All the things I hate about Python
Python is viewed as a ubiquitous programming language; however, its design limits its potential as a reliable and high performance systems language. Unfortunately, not every developer is aware of its limitations.
Ok, so “hate” is a strong word, but hopefully this click-baits enough folks into reading this article with a clearer, more rational and unbiased demeanor than what the title suggests. Without descending into hyperbole, what I hope to share with you are all the things that in my view make Python a very problematic programming language for building reliable, high-performance distributed systems. Python’s problems are obvious to just about every engineer who writes serious mission-critical, production-grade code in the modern enterprise. My intention is not to throw shade on Python and Python developers, but rather to layout all the considerations to weigh before using Python exclusively for your service-oriented architecture. Below are lessons I learned from maintaining several large Python codebases over the last few years. For programmers approaching Python as a tool-for-all from less intensive software development backgrounds, its pitfalls rarely emerge from under the rug. With that prefaced, let’s pull the rug from under.
Weakly/Dynamically Typed Members
Python is considered a weakly-typed or dynamically-typed programming language. Type safety is an indispensable part of building reliable software in large programs. All developers should familiarize themselves with these terms. I should start off with a simple example:
return "hello world"
In only 5 lines of code, I’ve already written something laden with potential problems. If I am a programmer viewing this code for the first time, my immediate question is “what does
foo() do?”. Maybe there’s a unit test to which I can refer; but if there isn’t (which may sadly be the case), how am I to make sense of this code?
It’s virtually impossible to statically analyze this snippet without looking at the function definitions of
bar(x), and those methods may have references to other methods, and so on and so forth. The first glaring issue is that I have no guarantee that
is_valid() returns a
bool type. The second glaring issue is that I have no idea what
bar(x) returns. Does it return a
str as the first condition suggests? If it doesn’t then what I have is a method that in some cases returns a string and other cases does not. Let’s say
bar(x) returns an
int, then this would mean that
foo(x) could return a string or an integer. We could make things slightly safer if we annotate the code above with type hints (available in Python 3):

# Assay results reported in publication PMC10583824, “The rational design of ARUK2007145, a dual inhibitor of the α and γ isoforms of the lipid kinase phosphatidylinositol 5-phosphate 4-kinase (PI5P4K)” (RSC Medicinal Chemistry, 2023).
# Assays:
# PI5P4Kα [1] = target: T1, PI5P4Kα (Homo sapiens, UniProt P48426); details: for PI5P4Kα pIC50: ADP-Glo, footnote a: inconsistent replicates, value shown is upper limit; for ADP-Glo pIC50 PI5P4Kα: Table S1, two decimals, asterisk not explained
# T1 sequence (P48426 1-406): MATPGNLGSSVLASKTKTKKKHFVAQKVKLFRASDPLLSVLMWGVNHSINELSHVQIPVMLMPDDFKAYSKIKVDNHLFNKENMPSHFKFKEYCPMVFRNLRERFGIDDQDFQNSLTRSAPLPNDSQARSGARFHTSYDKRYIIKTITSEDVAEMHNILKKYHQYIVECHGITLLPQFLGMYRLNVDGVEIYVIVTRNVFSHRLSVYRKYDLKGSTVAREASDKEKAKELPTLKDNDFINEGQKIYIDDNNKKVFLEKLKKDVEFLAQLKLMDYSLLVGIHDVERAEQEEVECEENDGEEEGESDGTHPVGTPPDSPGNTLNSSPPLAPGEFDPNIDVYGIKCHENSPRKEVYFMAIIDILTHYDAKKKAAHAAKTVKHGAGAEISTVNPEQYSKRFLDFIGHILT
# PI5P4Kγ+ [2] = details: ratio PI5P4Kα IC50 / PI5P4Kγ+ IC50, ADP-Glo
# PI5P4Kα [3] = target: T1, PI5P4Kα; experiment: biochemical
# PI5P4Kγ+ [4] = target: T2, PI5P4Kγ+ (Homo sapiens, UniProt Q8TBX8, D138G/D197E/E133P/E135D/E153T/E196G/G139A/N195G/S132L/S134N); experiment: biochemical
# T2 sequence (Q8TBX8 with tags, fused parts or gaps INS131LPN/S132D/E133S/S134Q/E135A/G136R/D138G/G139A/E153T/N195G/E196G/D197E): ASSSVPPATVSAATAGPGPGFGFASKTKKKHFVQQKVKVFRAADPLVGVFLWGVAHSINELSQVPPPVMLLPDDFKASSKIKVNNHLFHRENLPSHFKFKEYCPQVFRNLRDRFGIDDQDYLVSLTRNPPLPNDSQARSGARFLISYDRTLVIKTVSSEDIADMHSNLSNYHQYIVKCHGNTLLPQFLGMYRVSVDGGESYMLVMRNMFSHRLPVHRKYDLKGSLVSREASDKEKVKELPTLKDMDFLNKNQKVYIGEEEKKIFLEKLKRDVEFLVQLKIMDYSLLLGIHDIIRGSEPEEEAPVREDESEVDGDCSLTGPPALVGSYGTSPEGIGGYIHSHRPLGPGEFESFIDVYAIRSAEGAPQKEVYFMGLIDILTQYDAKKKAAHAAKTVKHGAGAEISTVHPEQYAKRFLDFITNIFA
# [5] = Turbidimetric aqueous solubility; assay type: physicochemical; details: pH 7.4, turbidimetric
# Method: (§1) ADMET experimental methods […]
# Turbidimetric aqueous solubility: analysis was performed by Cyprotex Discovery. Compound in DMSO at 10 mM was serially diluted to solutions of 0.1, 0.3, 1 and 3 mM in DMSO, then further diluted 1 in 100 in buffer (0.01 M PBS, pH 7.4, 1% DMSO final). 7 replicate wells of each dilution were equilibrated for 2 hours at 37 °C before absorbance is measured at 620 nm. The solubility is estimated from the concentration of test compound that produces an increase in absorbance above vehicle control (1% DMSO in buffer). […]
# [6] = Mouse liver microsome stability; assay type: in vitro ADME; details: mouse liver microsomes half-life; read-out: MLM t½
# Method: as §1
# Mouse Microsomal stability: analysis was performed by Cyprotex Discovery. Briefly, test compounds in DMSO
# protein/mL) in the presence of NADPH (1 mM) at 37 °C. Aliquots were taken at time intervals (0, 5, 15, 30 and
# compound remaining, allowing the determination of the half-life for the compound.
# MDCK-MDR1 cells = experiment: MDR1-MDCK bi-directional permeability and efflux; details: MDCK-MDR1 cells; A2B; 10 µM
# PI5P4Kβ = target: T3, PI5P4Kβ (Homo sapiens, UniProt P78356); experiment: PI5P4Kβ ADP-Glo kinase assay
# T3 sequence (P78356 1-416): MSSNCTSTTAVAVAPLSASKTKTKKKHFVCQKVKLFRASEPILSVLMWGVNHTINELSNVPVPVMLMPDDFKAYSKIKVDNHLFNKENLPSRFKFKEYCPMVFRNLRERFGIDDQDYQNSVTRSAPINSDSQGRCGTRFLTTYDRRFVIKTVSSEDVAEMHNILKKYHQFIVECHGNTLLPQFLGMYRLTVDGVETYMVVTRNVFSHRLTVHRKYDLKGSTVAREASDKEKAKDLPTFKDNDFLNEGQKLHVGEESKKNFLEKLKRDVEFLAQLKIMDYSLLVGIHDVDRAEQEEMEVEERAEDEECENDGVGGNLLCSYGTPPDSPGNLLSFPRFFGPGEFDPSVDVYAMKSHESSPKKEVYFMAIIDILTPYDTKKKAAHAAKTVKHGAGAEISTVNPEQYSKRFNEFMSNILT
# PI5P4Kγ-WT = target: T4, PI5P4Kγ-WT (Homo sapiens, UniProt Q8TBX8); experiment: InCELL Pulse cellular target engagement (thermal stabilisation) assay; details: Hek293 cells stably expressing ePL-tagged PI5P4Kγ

def foo(x: str) -> str:
return "hello world"
But these are guard rails are only ever inspected at runtime (unless the code maintainer type check these call sites with linters throughout the CI/CD process). Python evangelists tout this as a feature of the language: that types are dynamic. However, as the complexity of a codebase grows, the developer cost of interpreting dynamically typed members can turn into huge developer productivity bottlenecks and add unnecessary maintenance overhead. Humans must expend time either manually inferring types or writing boilerplate code that validates types at every critical call site.
The example above is only 5 lines of code. Just imagine if you had to do this for 5,000 lines of code! Now multiply this by the number services and service edges in your cluster. In distributed systems, services serialize and deserialize data over networks. Serialization formats — like JSON or Protocol Buffers — can offer varying degrees of type safety. Exchanging JSON payloads over HTTP is roughly equivalent to exchanging
dict objects between Python apps. But for services exchanging more strongly typed payloads using something like Protobufs or Thrift, Python degrades the type-check guards that are built into these serialization formats once they are converted to POPOs (Plain Old Python Objects).
In Python a good amount of errors are discovered at runtime, which is another problematic issue. The fact that I cannot, in the absence of perfect test coverage, verify the type correctness of someone’s code through visual inspection is a big red flag. This is one of the reasons why compilers were invented: a strongly-typed programming language will perform all the type checks necessary to root out things that should just never happen at runtime. Type-checking compilers offer an extra level of security and defense to the reliability of your code, and reduces the risk of software errors at deploy-time. Twitter’s migration from Ruby to Scala is one of the most renowned examples that highlight the value and importance of this. As they share from their experience, the absence of type safety in Python (much like Ruby) should be a concern for anyone writing serious systems code. To improve static type checking in Python, developers made libraries like
toasted-marshmallow, but they are often not used in most projects because they do not belong to the standard toolchain or because it often requires some significant effort to invest time updating legacy code with boilerplate annotations if type safety gets treated as an afterthought.
The Global Interpreter Lock
Modern software is multithreaded and multicore, and so just about every modern programming language offers concurrency primitives. Python ships with a
threading module; but due to how the Python interpreter is implemented, it can only ever run one thread at a time. This is due to the infamous Global Interpreter Lock (GIL). In an age when the only computers around had a single core, this was nothing to fuss over. But in today’s world where computers are built with multiple processors, the GIL introduces contentious behavior between processors for CPU-bound tasks and thus imposes a frustrating constraint on concurrent programs that are compute-heavy.
Consider the code below (which I borrowed from a magnificent talk by David Beazly on the GIL):
while n > 0:
n -= 1
COUNT = 80000000
start = time.time()
end = time.time()
All I’m doing is counting down by 1 from 80 million until I reach zero and timing the duration it took to do so. On my laptop this took about